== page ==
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Home Change Makers Pamper Your Farm, It Will Pay You Back

Pamper Your Farm, It Will Pay You Back

by Jacquiline Nakandi
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By Herbert Musoke

“When you give your farm what it needs, it will give you what you want.”

That is a simple principle to a profitable farming business. Welcome to Farm Up, where farming is a business. These are the welcoming remarks from Dr Daniel Masaba, the director of Farm Up, a poultry breeder in Kalagala, Nakaseke district.

His farm sits on 450 acres with over 10,000 breeder chicken for layers, a hatchery, broilers, goats and sheep. There are also 200 acres of maize.

Genesis

In 2019, Masaba, a medical doctor working at Marie Stopes in Tororo, wanted to set up a venture that would enable him generate a side income.

“Since I grew up seeing my parents engaging in agriculture on a small scale, I zeroed in on greenhouse farming. I visited a company trading in greenhouses to learn the basics. I also booked a greenhouse. However, before I completed making the payments for it, I was introduced to poultry farming by a farmer I met,” he says.

Vehicles entering the farm have to pass through the treated water for biosecurity. Photos by Herbert Musoke

Dr Masaba changed his mind from greenhouse farming to poultry with 800-layer chicken on his father’s land in Mbale and has never looked back.

“I visited progressive poultry farms to pick lessons, but many turned down my requests. However, a few gave me an audience and I learnt from what they were doing; the right and the wrong,” he says.

After that, Masaba opted to pick more lessons on YouTube and Internet from which he downloaded books about best poultry rearing practices, which guided him on how to manage a profitable poultry farm. Using this information, his 800 chickens performed so well that he continued growing to 2,000 chickens from 2019 to 2021.

His income increased and saved part of the returns to buy three acres of land just a few metres away from his father in Mbale. The enterprise has been growing and in 2021, he quit his job to concentrate on the farm.

Some of Masaba’s goats and sheep. The farm sells over 100 animals per year.

“I have since realised that there is no job that can pay as much as farming since your income increases according to the effort, time and innovation one invests,” he says.

Knowledge and innovation

Masaba explains that by the time his first stock became offlayers, he had learnt that there is a lot poultry farmers don’t know, which has limited their incomes since their birds can’t lay to their full capacity.

“I decided to start up a YouTube channel on which I share experiences with fellow farmers extensively to help them make informed decisions,” Masaba says.

Venturing into breeder chicken

Dr Masaba now breeds chicks with 10,000 breeders for both layers and broilers, which produce 100,000 day-old chicks every week.

“Venturing into breeder chicken, came as a result of the stock out I suffered. I would book for day-old chicks and it would take six months before I acquired them. As I was still contemplating what to do, I was approached by a friend who wanted to venture into farming, but did not know what to do,” he recalls.

The solar panels generate electricity for the farm.

His friend interested him in breeder stock to produce quality day-old-chicks to address the stock out challenge which was affecting the whole poultry sector.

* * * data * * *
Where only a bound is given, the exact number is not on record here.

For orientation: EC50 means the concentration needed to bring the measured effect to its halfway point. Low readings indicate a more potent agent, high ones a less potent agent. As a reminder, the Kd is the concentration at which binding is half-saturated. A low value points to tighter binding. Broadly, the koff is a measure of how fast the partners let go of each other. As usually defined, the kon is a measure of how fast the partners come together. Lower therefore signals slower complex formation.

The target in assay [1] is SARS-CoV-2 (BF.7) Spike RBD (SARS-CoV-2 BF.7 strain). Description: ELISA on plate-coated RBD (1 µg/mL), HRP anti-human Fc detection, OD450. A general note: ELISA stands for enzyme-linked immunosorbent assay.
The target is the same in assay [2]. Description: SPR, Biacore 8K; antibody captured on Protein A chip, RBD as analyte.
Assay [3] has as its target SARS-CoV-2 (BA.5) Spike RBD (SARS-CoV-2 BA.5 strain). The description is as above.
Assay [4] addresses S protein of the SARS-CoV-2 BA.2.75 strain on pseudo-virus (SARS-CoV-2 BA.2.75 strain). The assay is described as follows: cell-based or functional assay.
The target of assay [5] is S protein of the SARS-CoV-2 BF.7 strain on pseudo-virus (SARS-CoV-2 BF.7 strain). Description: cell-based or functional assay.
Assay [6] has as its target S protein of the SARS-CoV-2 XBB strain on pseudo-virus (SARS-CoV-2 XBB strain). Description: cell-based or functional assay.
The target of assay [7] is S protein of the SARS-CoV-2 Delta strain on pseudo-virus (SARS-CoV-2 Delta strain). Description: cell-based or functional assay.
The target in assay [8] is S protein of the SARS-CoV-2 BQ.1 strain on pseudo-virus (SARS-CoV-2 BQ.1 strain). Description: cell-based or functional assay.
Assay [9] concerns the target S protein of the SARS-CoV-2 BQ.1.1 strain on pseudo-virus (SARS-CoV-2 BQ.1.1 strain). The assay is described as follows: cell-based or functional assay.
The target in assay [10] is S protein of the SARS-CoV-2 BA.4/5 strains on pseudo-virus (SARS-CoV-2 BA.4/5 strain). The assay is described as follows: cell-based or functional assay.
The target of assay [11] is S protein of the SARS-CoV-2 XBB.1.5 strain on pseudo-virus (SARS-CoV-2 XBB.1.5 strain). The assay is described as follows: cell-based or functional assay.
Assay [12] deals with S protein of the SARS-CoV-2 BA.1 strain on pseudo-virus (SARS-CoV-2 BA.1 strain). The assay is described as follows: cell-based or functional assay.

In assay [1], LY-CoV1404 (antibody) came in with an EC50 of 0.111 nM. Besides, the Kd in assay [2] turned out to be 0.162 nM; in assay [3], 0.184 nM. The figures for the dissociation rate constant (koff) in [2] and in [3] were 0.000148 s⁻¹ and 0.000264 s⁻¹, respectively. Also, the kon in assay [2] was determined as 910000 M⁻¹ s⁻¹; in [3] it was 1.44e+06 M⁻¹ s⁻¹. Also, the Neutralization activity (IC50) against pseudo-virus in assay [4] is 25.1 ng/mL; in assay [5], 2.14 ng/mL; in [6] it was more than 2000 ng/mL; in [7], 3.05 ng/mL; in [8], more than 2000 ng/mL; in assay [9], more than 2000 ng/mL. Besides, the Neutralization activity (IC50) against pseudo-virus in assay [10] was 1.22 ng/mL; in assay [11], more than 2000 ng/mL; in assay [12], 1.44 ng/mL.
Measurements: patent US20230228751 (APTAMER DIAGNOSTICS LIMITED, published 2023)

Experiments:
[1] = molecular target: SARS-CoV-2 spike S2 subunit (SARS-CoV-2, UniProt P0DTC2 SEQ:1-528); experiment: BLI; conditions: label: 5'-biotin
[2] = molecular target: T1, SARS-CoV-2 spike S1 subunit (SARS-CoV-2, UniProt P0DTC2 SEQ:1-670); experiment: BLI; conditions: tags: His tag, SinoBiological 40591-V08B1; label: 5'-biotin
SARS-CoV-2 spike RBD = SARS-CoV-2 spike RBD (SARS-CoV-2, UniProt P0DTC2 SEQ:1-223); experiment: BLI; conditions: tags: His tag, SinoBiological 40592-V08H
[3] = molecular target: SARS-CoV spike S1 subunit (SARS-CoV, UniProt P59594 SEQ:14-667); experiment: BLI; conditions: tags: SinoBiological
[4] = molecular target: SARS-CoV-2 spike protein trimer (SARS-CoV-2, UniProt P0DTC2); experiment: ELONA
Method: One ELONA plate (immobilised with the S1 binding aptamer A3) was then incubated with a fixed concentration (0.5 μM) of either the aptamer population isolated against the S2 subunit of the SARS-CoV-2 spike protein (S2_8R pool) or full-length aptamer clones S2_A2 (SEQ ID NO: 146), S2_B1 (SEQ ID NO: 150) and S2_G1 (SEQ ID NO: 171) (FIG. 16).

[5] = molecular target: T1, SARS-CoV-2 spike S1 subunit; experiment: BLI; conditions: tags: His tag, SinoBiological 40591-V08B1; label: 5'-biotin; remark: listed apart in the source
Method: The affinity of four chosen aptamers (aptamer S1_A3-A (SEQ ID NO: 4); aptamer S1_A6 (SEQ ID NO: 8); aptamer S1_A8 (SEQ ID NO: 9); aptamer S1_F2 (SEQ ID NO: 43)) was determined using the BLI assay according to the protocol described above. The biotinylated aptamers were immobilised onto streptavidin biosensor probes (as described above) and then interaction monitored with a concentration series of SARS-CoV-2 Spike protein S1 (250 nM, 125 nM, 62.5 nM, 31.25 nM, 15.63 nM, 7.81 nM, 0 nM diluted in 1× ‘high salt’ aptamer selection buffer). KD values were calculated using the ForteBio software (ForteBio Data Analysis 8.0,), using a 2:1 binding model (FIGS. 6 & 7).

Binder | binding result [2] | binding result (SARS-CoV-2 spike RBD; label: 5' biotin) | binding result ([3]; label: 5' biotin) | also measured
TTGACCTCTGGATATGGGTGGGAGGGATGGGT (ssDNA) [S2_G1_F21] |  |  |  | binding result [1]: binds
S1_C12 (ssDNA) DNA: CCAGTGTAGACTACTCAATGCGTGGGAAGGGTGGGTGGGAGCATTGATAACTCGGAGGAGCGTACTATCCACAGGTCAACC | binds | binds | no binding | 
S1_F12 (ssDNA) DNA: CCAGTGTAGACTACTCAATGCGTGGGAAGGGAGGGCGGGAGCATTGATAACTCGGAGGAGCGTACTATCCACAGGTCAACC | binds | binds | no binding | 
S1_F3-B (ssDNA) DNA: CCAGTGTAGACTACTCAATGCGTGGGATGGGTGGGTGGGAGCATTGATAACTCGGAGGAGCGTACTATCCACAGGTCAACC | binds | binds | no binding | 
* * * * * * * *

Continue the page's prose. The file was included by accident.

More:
From his savings, Masaba bought 100 acres at Kalagala-Nakaseke where he has set up a Farm Up breeder poultry farm.

Currently, it sits on 450 acres as he has gone on buying more land from the incomes and savings since 2021. The breeder farm started in 2021 with 3,000 birds.

“We get our breeder stock from the Netherlands, a renowned high quality day-old chick producer, each costing $8 (sh30,000),” he says.

The profitable practices

Masaba explains that a number of people have lost money when they ventured into business without knowing the right things to do to maximise profits. Most people just invest because they saw someone else doing it.

“Poultry farming has one major principle; give me what I want, I will give you what you want. As farmers, we want meat from the broilers and eggs from the layers. However, for the birds to give you that, you must give them what their bodies require for maximum productivity,” he explains.

Masaba adds that to get the best production, he gives his chicken mixed feed with all the necessary nutrients in the exact measurements with clean water.

He adds that they don’t tamper with the quality or the amount of feeds for chicks, because that would cause a change in production and income.

“The chicken we breed has the potential to lay up to 95%, but a farmer must be consistent with good quality to achieve this. If the amount of feed for the chicken is decreased and laying reduced by 2%, a farmer with 2,000 layers will have lost 40 eggs per day, which is an equivalent of 1,200 eggs a month giving you 40 trays. If each tray is sold at sh10,000, it means a farmer will lose sh400,000 each month,” he explained.

Feeding

When they are chicks (below three-months) Masaba feeds them on Koudijs pellets, which he says boosts their growth. After that, he mixes his own feeds using local ingredients, such as maize and premix, depending on his own formulas.

He explains that their feed is always kept stores to ensure it is safe and clean. Also, we serve our birds with clean quality feed and clean water all the time.

“To ensure this, we designed a house, which minimizes human contact with the birds as everything is done automatically from supplying feeds to water flowing through pipes. The laying nests are also made in a way that workers pick them from outside the chicken house,” Masaba says.

He says apart from ensuring availability of feeds and water for the birds, it minimises human-to-bird contact, which reduces the risk of contamination and infections.

Goats and sheep

The farm, Dr Masaba says, has 300 sheep and goats. After acquiring his own land, he desired to diversify into livestock rearing and bought cows, sheep and goats.

“After switching to breeder chicken, we are slowly phasing out the other livestock. However, we are still getting money as we sell over 100 sheep and goats a year, each going for about sh250,000,” he says.

Farm security

According to Masaba, ensuring security requires a multi-pronged approach. There should be multiple lines, that if one fails, then you will be guarded by the other.

At Farm Up, the first line is fencing, where the 450 acres are fenced with wire mesh.

In addition, it is partitioned according to enterprise and each has a gate, which must be kept locked to stop unauthorised persons or outside animals from entering.